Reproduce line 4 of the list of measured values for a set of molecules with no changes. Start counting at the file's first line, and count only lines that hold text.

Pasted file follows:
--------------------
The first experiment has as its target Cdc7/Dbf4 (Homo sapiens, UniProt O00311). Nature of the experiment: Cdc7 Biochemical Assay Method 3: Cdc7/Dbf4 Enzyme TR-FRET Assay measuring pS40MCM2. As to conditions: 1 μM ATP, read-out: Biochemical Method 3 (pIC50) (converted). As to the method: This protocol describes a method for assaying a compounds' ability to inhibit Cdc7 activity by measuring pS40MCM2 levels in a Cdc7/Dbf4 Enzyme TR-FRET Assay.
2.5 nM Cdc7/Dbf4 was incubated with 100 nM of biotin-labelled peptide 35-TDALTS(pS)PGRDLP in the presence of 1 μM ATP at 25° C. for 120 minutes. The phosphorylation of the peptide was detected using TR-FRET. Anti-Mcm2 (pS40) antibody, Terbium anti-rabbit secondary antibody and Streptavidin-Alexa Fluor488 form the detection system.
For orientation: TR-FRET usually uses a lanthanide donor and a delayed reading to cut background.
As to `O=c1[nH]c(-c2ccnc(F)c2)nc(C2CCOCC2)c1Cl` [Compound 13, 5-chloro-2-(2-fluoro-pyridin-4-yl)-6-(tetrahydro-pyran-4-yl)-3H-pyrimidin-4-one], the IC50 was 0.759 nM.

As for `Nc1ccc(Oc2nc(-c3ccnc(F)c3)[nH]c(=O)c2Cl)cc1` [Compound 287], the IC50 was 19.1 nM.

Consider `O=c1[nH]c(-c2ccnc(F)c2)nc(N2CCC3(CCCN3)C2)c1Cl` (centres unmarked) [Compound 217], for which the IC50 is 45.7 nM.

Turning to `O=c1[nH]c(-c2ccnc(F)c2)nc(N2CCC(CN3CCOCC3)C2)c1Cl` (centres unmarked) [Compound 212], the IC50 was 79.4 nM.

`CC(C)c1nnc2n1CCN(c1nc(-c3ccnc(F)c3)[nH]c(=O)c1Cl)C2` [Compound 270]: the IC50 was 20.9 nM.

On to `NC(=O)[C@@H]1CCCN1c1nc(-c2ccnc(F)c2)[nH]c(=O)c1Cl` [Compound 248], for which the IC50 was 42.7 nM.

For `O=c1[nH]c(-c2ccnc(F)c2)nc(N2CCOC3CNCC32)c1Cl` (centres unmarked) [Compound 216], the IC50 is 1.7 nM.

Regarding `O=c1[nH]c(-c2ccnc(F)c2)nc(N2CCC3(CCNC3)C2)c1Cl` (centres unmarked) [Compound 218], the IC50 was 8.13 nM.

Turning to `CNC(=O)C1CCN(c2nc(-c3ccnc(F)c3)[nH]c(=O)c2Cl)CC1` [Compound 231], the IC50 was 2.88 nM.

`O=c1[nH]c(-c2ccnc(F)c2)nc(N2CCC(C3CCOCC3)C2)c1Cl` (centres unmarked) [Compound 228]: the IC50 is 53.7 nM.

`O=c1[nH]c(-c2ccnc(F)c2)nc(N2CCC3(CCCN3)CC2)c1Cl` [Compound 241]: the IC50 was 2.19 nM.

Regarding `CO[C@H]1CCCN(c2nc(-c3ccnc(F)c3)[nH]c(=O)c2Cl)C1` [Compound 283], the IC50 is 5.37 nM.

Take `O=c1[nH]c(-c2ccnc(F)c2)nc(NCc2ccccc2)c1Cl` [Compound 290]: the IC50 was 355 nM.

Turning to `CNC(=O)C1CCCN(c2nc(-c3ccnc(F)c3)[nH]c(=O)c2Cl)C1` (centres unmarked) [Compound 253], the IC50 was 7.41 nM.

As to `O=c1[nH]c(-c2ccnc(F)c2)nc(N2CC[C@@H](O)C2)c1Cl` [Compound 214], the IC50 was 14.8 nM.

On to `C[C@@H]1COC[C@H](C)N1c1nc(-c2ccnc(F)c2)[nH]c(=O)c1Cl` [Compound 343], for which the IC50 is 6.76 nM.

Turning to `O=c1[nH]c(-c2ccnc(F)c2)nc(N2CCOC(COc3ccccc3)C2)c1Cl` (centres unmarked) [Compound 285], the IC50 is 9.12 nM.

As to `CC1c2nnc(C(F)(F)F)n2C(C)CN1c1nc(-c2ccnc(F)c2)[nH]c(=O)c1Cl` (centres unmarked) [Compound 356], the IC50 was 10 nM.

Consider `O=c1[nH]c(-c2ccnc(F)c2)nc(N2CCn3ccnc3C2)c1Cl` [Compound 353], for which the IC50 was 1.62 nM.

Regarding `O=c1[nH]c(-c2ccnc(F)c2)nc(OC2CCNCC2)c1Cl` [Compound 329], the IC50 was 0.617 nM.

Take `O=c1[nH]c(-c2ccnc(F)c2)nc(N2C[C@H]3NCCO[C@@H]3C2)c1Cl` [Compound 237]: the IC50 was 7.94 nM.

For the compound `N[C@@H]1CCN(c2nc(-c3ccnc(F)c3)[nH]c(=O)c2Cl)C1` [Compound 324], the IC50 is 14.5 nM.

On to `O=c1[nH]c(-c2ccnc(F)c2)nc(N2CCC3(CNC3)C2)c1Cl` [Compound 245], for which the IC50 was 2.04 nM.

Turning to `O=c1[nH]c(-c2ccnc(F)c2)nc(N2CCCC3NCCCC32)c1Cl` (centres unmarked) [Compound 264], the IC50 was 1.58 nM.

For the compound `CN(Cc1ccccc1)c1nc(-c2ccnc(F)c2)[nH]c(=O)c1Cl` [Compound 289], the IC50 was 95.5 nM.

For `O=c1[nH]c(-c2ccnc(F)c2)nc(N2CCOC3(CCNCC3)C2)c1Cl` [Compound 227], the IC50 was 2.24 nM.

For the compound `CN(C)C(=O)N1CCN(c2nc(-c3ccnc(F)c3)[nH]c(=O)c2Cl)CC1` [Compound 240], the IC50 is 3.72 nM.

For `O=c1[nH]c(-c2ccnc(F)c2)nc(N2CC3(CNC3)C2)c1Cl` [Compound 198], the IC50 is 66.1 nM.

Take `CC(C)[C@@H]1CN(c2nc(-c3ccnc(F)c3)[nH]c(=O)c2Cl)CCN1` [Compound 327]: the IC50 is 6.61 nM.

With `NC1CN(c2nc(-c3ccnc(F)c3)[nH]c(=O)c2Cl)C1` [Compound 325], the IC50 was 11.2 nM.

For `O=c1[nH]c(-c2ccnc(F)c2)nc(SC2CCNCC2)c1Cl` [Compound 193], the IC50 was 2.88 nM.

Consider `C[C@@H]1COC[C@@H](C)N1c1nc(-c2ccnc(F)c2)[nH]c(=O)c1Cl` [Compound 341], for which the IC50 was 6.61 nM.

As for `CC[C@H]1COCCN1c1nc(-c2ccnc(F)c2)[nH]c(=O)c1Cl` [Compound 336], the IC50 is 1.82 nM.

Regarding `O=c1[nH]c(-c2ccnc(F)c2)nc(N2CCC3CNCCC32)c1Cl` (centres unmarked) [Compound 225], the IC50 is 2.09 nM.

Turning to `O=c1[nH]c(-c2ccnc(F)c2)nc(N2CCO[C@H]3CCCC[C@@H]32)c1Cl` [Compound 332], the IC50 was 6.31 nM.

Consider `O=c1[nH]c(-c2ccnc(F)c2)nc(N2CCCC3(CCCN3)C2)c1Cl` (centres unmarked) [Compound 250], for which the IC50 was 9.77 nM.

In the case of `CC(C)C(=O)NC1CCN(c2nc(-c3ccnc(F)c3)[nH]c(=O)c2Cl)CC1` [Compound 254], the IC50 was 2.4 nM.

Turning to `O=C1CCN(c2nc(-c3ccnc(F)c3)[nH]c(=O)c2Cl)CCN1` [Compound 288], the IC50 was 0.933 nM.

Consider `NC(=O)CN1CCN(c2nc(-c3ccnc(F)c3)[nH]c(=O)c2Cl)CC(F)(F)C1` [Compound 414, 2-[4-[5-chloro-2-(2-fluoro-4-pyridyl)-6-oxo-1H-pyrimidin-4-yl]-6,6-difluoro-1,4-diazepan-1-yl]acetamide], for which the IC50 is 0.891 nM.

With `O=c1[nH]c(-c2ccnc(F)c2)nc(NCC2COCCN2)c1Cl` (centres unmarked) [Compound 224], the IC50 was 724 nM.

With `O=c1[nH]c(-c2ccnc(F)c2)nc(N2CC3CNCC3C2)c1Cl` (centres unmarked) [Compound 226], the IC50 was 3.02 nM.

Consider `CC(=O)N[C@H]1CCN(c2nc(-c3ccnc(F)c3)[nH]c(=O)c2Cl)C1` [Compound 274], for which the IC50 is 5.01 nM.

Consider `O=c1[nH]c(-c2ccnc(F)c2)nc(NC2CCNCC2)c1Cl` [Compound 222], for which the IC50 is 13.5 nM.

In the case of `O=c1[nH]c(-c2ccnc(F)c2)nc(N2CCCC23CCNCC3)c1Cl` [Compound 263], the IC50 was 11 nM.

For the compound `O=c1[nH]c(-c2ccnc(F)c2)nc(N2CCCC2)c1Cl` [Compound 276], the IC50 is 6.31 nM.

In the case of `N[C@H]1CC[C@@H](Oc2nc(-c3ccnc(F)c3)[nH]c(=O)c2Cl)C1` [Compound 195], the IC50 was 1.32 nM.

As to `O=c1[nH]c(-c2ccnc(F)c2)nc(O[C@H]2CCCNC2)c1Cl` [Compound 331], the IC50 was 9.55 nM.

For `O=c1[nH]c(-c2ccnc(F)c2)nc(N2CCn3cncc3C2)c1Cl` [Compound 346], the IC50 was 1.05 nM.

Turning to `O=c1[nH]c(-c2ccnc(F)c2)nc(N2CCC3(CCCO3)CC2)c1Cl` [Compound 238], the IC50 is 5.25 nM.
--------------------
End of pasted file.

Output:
As to `O=c1[nH]c(-c2ccnc(F)c2)nc(C2CCOCC2)c1Cl` [Compound 13, 5-chloro-2-(2-fluoro-pyridin-4-yl)-6-(tetrahydro-pyran-4-yl)-3H-pyrimidin-4-one], the IC50 was 0.759 nM.